Patricia Kopane MP
DA leader in the Free State
The Democratic Alliance (DA) today officially requested President Jacob Zuma to urgently review the non-payment of service providers by Metsimaholo Municipality and ensure that corrective measures are implemented.
Assets used for service delivery in Metsimaholo municipality were confiscated by the sheriff on Friday as a result of the municipality’s inability to pay their service providers.
3 traffic vehicles and two domestic waste compactors were confiscated.
This is not the first time property of the municipality has been seized.
The DA welcomes the announcement by President in his 2013 SONA that “it is a key project for the presidency to get government departments to pay SMMEs within 30 days”.
He also added that “accounting officers who fail to execute this directive, should face consequences.”
The time has come for the president to show true political leadership by ensuring that municipalities and provincial departments honour their obligations by paying service providers within 30 days.
Municipalities, such as Metsimaholo, who show no urgency to pay their debt, has a broad and negative effect on our communities. These include:
* A cycle of non-payment develops amongst all relevant business connected to municipal projects or goods and services. If one member of the chain does not pay their debt, there is a good chance that linked businesses will also not be paid, and so on and so on. This is an elementary business principle.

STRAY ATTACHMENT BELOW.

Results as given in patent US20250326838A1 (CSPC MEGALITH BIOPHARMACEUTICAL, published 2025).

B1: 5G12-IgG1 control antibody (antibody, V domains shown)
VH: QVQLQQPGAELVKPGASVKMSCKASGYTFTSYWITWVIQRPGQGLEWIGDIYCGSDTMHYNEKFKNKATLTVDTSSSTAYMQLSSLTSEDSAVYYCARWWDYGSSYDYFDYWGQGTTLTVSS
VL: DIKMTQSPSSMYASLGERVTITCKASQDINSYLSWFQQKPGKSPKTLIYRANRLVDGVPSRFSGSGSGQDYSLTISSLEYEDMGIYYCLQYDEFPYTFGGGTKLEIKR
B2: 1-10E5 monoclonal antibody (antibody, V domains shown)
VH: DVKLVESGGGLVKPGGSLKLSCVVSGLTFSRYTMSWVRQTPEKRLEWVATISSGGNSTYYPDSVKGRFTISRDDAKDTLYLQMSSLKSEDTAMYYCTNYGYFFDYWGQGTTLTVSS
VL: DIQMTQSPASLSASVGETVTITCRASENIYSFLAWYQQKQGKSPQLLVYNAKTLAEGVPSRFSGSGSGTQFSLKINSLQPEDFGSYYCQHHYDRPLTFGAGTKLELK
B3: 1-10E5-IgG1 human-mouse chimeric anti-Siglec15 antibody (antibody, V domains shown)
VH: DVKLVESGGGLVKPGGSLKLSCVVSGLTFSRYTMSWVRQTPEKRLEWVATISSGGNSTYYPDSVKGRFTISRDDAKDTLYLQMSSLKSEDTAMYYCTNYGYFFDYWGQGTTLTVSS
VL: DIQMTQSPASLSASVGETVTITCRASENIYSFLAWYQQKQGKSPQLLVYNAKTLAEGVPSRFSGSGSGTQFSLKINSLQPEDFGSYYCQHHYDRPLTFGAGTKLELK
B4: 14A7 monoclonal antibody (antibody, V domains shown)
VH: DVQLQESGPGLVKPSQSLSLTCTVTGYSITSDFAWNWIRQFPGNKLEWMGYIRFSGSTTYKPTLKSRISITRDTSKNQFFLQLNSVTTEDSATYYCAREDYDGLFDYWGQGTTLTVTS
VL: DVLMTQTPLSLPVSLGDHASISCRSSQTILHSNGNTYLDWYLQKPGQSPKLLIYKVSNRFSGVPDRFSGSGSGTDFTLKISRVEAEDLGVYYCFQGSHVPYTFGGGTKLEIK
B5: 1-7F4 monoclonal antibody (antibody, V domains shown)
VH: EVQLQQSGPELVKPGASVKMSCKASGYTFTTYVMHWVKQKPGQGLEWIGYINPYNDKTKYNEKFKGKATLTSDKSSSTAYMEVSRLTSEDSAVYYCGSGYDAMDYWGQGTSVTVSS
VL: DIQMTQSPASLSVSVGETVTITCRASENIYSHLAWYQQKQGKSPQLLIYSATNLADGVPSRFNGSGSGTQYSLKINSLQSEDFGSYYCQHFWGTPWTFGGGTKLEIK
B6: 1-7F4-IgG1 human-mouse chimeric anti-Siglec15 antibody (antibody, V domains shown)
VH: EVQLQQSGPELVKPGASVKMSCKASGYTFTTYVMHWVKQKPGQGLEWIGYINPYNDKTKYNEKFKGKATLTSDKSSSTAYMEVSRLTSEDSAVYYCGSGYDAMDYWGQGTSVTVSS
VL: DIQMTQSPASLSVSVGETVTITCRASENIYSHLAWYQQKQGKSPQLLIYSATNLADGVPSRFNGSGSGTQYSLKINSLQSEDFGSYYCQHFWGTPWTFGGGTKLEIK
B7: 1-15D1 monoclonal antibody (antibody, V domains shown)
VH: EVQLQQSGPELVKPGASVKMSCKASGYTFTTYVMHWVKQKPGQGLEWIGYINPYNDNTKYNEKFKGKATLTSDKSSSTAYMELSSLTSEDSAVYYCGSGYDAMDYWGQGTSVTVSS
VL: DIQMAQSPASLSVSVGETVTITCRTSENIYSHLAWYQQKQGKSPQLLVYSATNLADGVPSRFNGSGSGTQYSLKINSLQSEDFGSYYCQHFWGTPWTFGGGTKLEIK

* Many of the SMMEs are heavily reliant on the income from governments and municipalities to be able to pay wages to workers, many of whom could be the only bread winner in their families.
* The effect on the economy in our communities is evident, since the flow of capital is being decelerated. This means that secondary economy is being affected to the extent that the expected capital of respective households cannot budget for money that has not been received.
* Furthermore, it is essentially our residents who are being denied services.
In his discussion regarding job creation, the president’s SONA painted the following bleak picture:
* South Africa’s GDP growth is expected to average at 2.5% cent, down from 3.1% in the previous year.
* We need growth rates in excess of five per cent to create more jobs.
However, if government, who can be regarded as one of the major contributors to job opportunities in the country, is incapable of paying their service providers on time, any growth rate in excess of this target appears nothing to be more than a dream. By paying debt, municipalities and government departments will take an major step in improving our economy.